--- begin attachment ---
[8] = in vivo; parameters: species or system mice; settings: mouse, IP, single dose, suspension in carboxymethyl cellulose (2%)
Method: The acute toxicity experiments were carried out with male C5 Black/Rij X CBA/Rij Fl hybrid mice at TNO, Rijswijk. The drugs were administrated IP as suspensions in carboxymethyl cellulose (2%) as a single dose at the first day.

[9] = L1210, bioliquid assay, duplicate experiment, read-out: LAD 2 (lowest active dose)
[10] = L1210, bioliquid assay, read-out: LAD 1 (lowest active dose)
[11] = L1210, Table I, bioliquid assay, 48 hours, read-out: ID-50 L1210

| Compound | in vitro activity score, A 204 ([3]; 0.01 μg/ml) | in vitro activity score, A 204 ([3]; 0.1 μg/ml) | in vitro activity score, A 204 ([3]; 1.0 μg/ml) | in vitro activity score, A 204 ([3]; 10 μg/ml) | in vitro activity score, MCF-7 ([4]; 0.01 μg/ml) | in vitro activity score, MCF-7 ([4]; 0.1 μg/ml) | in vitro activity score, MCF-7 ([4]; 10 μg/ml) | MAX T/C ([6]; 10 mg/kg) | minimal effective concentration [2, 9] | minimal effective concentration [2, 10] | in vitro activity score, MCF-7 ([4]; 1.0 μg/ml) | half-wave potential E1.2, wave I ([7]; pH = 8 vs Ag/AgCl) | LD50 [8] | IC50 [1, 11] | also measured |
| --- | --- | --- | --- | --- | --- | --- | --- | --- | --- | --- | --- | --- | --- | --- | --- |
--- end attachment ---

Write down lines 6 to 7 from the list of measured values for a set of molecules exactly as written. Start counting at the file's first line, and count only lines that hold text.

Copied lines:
| Compound | in vitro activity score, A 204 ([3]; 0.01 μg/ml) | in vitro activity score, A 204 ([3]; 0.1 μg/ml) | in vitro activity score, A 204 ([3]; 1.0 μg/ml) | in vitro activity score, A 204 ([3]; 10 μg/ml) | in vitro activity score, MCF-7 ([4]; 0.01 μg/ml) | in vitro activity score, MCF-7 ([4]; 0.1 μg/ml) | in vitro activity score, MCF-7 ([4]; 10 μg/ml) | MAX T/C ([6]; 10 mg/kg) | minimal effective concentration [2, 9] | minimal effective concentration [2, 10] | in vitro activity score, MCF-7 ([4]; 1.0 μg/ml) | half-wave potential E1.2, wave I ([7]; pH = 8 vs Ag/AgCl) | LD50 [8] | IC50 [1, 11] | also measured |
| --- | --- | --- | --- | --- | --- | --- | --- | --- | --- | --- | --- | --- | --- | --- | --- |